Real Estate 101: How Much House Can I Afford?

Before you start browsing real estate listings, do you know how much home you can afford? It’s important to determine a realistic buying budget before looking for a new home. The biggest mistake homebuyers can make is buying more than they can comfortably afford on a new home.

Your financial lender will be able to determine how much you can afford based on a few factors including your income, debt expenses, and the amount of your down payment.

Here’s how lenders use these factors to determine your affordability:

Income and debts

Lenders review your gross income (this is the amount before taxes and deductions are taken out) and your monthly expenses, including any debt payments like car payments, personal or student loan debt, or credit card debt.

Property taxes

This is adjusted based on the state and county you’re purchasing in and is included in the mortgage calculators.

Credit score

The credit score is one of the biggest factors lenders use to determine your affordability. Your interest rate is directly tied to your credit rating, meaning the higher your credit score, the lower your interest rate and monthly payments.

Debt-to-income ratio

Also known as DTI or back-end ratio, this ratio is the percentage of your monthly income that is spent on debt payments, including car payments, personal or student loans, other mortgages, child support and minimum credit card payments. Learn more about the importance of your DTI here.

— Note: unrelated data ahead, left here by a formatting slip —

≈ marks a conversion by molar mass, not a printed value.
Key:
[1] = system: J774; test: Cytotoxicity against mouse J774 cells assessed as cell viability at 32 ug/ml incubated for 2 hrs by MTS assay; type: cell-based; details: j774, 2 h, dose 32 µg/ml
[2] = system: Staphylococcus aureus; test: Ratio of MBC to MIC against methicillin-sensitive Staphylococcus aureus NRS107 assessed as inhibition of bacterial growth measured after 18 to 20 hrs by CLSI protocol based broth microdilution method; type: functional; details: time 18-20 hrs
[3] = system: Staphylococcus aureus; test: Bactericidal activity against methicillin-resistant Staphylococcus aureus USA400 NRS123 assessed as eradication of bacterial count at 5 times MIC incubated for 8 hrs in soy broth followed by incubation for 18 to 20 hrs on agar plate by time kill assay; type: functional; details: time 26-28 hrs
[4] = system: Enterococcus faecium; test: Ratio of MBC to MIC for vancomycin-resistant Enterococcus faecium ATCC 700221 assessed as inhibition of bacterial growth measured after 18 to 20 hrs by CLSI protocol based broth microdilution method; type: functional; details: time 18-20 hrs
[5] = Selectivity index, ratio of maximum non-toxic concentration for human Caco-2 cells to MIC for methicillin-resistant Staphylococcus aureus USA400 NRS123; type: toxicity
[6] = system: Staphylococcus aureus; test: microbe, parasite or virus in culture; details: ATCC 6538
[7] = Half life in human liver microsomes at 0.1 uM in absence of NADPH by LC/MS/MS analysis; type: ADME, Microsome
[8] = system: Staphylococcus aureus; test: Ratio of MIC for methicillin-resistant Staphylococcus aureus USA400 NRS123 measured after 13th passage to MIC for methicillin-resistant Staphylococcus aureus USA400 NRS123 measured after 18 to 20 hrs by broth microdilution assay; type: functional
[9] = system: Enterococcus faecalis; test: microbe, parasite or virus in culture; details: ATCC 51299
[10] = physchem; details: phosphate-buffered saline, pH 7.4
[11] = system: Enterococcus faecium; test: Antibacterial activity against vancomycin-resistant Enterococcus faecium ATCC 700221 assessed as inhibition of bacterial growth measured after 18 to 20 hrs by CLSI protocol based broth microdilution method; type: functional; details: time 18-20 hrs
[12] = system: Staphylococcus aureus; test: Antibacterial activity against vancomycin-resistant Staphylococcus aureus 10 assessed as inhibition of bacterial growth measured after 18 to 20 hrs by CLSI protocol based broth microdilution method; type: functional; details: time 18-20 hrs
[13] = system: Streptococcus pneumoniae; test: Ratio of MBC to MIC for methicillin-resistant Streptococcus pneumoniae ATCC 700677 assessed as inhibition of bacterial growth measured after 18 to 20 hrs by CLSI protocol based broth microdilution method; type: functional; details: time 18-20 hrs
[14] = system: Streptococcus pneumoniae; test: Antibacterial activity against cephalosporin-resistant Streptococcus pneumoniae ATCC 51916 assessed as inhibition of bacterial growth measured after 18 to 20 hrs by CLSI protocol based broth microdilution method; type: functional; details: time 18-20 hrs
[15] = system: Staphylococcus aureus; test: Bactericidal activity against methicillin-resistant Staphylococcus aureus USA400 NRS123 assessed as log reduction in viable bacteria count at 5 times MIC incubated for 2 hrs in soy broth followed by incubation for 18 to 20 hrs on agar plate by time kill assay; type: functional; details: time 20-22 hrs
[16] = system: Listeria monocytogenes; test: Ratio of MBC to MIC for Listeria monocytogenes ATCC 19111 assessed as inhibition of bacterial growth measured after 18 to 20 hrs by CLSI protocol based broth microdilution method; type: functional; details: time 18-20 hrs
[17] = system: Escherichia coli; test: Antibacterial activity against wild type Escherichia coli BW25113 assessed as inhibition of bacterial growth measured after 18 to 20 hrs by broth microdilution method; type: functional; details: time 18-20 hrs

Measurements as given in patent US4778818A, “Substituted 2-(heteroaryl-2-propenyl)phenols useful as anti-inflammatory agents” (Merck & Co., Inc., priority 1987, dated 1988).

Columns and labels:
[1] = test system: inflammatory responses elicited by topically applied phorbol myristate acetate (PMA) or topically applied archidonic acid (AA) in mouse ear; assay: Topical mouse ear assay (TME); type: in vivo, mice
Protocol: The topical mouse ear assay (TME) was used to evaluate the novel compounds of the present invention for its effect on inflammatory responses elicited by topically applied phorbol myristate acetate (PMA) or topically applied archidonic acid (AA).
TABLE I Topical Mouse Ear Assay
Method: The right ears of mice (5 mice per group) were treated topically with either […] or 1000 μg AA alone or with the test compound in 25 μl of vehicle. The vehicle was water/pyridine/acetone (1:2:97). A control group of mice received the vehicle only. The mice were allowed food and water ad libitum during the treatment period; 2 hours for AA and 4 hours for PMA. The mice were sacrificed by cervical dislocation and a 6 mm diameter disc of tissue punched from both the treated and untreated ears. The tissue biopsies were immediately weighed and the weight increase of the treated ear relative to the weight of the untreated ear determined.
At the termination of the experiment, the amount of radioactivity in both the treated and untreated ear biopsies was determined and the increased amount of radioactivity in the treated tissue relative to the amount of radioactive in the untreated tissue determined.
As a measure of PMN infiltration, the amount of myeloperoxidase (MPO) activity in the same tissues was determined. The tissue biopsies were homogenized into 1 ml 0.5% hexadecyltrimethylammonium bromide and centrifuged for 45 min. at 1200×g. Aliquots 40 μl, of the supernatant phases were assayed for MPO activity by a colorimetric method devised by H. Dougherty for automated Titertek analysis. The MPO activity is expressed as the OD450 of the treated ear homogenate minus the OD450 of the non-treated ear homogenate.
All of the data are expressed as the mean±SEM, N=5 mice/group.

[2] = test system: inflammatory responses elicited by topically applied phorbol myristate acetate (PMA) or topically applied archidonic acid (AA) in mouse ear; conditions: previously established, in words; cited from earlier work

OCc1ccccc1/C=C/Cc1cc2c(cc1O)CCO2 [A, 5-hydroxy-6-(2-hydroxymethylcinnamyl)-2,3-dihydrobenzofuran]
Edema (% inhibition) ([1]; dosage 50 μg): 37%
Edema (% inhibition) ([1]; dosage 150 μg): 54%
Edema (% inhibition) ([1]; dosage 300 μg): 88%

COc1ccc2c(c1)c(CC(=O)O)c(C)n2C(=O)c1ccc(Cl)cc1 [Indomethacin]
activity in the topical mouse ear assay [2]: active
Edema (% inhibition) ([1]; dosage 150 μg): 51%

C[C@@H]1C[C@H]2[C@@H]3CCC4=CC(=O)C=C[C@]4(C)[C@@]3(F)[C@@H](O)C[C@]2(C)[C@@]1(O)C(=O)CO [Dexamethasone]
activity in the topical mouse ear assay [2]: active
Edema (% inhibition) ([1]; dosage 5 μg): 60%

Front-end ratio

The front-end ratio is the portion of your income that will be used to make mortgage payments. The ratio is calculated by dividing the monthly housing expenses by the monthly gross income. The standard rule is that this ration shouldn’t take up more than 28 to 31% of your income before taxes depending on your loan type.

Note: these standard ratios aren’t carved in stone; each lender may have a range of preferred ratio they are willing to work with.

Down payment

The down payment is the amount of money you will “upfront” to secure a home, with the rest of the purchase amount being funded through the mortgage. Putting down a larger down payment you’re likely need to borrow a smaller amount from the lender, which will decrease your monthly mortgage payments.

Private Mortgage Insurance (PMI)

While a 20% down payment is not required, most lenders require you have mortgage insurance if you put less than 20% down. PMIs protects lenders in case the borrower is unable to payback the loan.

Whatever your affordability level, it’s important to not overload yourself and to leave some financial breathing room. You don’t have to spend the maximum amount your lender has qualified you for.